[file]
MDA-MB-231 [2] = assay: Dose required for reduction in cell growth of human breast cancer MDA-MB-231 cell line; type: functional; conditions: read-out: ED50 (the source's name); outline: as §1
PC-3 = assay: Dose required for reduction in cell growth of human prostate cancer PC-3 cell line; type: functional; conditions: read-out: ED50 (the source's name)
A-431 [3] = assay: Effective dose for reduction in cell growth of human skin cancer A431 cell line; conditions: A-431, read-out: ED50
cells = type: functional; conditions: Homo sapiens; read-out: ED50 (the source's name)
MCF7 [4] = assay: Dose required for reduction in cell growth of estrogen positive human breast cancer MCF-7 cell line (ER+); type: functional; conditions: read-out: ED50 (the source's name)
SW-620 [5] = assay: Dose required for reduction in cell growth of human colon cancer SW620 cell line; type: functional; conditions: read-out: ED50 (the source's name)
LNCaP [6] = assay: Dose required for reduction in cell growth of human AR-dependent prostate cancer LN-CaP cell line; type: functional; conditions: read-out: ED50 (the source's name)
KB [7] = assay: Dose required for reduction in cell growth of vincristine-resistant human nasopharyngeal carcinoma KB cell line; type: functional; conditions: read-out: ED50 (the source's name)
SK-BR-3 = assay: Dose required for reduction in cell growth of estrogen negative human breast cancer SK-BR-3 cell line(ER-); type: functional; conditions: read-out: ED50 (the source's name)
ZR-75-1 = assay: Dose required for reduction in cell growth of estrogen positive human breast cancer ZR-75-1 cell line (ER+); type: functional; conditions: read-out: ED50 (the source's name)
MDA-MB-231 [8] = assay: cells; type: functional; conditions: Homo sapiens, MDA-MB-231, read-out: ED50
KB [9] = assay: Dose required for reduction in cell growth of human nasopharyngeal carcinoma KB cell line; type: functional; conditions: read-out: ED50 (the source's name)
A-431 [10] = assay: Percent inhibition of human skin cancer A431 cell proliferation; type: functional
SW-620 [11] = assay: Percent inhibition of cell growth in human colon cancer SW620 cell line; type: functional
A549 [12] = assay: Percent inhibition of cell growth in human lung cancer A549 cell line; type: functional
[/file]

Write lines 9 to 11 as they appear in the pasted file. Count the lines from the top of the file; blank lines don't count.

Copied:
SK-BR-3 = assay: Dose required for reduction in cell growth of estrogen negative human breast cancer SK-BR-3 cell line(ER-); type: functional; conditions: read-out: ED50 (the source's name)
ZR-75-1 = assay: Dose required for reduction in cell growth of estrogen positive human breast cancer ZR-75-1 cell line (ER+); type: functional; conditions: read-out: ED50 (the source's name)
MDA-MB-231 [8] = assay: cells; type: functional; conditions: Homo sapiens, MDA-MB-231, read-out: ED50